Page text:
Rawls is asking his readers to separate themselves from their biases, to abandon their presuppositions and assumptions about the way the world is supposed to be, and consider everything in a new light. Unburdened by their biases, he asks them to be objective, empirical, and above all, to think critically about the things they have as of yet taken for granted.

Adopting the Veil of Ignorance may very well be an effective way to avoid bias. Although fully shedding our biases is probably impossible. Still, the first step in mitigating them is simply to be aware of them. We must acknowledge they exist, concede that we are all subject to them, and find ways to work around them and minimize their impact.

Perhaps the most effective solution would be to rework aspects of the social contract. If we change how our political and social institutions function, we may be able to be more effectively accountable for at least our most common errors of judgement.

We are constantly pushed and pulled in various directions by all aspects of our society. The things we take in through our media, our friends, and our entertainment, have profound and lasting effects on how we see the world. As do our political and social institutions. We are not given the choice as to whether or not these things affect us, they simply do.

Why then shouldn’t we make sure they push and pull us towards making good decisions? This, of course, is not to suggest a loss of choice or of our autonomy, but rather a difference in the way choices are presented to us.

This is the argument made by Richard H. Thaler and Cass R Sunstein in their 2009 book Nudge. The two authors detail various ways the government and other organizations can help people avoid common mistakes made due to cognitive bias. They suggest an approach that maximizes personal freedom and choice, while curating the way these choices are presented to nudge people into making the best decision. They call this ‘Libertarian Paternalism’.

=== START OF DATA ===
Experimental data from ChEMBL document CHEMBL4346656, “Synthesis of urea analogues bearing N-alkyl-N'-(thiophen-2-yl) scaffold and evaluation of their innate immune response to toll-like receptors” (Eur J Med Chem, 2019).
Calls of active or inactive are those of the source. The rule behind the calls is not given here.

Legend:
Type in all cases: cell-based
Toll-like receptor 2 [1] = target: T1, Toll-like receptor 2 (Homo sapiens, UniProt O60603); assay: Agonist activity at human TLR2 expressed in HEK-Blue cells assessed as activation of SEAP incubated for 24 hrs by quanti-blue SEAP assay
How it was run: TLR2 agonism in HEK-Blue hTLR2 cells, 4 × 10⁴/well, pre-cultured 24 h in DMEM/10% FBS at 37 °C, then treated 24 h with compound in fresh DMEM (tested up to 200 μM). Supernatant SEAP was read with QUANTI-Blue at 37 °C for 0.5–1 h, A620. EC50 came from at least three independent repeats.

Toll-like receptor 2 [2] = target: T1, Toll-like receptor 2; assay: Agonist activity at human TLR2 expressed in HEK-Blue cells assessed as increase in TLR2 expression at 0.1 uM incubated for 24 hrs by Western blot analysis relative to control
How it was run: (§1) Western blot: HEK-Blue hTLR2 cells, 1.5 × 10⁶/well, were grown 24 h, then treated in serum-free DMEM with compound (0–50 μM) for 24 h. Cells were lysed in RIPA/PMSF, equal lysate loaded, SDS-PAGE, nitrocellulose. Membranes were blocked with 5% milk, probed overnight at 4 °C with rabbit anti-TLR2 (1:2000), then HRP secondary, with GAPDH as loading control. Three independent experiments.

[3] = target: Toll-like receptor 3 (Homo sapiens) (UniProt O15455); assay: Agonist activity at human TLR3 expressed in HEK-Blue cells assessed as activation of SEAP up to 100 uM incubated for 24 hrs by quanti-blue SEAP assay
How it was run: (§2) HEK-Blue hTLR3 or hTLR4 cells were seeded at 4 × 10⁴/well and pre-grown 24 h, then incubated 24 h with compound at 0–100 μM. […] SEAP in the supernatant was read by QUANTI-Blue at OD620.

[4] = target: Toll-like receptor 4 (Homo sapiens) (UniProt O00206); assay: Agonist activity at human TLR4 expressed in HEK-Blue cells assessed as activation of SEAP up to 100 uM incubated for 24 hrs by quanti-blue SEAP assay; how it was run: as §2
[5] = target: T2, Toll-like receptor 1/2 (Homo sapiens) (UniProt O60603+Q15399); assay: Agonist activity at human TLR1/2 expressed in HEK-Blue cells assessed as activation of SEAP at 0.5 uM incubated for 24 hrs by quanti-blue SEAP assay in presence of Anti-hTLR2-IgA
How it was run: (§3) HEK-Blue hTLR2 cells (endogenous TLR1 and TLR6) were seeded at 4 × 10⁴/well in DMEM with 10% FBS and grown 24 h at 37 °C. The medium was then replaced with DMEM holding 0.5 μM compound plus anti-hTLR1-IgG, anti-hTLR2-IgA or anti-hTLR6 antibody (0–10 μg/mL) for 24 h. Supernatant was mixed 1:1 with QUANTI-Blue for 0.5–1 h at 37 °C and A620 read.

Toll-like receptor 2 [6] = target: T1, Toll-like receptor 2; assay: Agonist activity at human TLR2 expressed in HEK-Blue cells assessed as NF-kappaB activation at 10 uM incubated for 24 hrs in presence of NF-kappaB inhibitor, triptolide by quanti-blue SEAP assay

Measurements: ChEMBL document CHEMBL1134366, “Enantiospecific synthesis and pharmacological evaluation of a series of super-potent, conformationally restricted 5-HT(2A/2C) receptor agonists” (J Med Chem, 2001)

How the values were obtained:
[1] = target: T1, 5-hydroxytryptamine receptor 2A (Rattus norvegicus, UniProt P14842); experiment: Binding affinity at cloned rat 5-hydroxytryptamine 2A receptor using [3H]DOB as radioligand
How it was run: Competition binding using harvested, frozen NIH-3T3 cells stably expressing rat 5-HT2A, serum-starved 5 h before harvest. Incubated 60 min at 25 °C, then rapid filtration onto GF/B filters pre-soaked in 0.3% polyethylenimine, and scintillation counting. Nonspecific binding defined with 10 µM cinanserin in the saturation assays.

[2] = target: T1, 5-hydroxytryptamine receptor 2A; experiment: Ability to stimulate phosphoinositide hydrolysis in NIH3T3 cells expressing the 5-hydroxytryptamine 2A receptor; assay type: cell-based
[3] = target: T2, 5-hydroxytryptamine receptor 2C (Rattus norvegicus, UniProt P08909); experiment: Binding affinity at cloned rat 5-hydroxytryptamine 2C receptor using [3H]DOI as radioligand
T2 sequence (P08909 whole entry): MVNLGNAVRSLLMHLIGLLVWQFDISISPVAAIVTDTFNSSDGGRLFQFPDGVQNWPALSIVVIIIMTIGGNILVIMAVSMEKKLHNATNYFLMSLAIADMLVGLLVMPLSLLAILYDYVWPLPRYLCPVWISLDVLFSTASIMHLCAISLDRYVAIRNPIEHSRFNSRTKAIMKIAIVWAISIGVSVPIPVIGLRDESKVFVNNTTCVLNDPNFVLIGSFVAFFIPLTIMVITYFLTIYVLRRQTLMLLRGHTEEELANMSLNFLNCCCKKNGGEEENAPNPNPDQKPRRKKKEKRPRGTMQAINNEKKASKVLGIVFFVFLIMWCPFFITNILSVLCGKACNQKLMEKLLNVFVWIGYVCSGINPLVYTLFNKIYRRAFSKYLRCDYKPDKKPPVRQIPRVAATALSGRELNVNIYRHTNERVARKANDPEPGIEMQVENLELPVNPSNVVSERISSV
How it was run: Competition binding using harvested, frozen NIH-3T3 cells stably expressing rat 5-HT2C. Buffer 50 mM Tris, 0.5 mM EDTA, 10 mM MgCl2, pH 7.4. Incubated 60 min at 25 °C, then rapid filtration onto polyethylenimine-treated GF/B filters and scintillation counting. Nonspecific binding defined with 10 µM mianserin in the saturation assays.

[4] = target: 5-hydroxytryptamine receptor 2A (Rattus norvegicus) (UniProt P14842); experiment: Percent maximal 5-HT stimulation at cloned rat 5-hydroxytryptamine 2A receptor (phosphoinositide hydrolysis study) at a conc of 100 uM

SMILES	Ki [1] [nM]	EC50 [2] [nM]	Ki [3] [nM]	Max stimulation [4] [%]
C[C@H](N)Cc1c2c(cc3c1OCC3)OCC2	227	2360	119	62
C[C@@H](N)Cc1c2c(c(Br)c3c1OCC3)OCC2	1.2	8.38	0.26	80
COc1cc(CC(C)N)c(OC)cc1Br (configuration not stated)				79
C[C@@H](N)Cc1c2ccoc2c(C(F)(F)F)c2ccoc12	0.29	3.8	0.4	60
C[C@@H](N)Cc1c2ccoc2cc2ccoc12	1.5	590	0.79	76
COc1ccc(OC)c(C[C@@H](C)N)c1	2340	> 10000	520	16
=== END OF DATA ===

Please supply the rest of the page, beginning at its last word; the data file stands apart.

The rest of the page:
One of their examples deals with Germany and Austria, which are quite similar to each other, demographically, culturally and geographically. And yet, only 12 per cent of Germans are organ donors, while nearly 99 per cent of Austrians are. What causes this startling difference? The default setting. Germany uses an opt-in system, while Austria uses an opt-out system. In both cases, a vast majority of people just stick with the default, either because they identify it as the ‘correct’ choice, or just because of laziness.

Simply changing the German default to opt-out is one of the book’s suggested nudges. This small but powerful change in choice would be immensely valuable, saving both lives and money.

One such nudge is taking place in school cafeterias around the world. Food selections are being rearranged, not changed, to encourage healthier choices. Many studies have found that simply making fruits and vegetables the first option students see dramatically increases their sales. Going even further and making healthier choices easier to access, while displaying them more prominently than less healthy choices, instantly changes the eating habits of students. This little nudge goes a long way in combating health problems such as obesity, while also avoiding the massive costs associated with them down the road.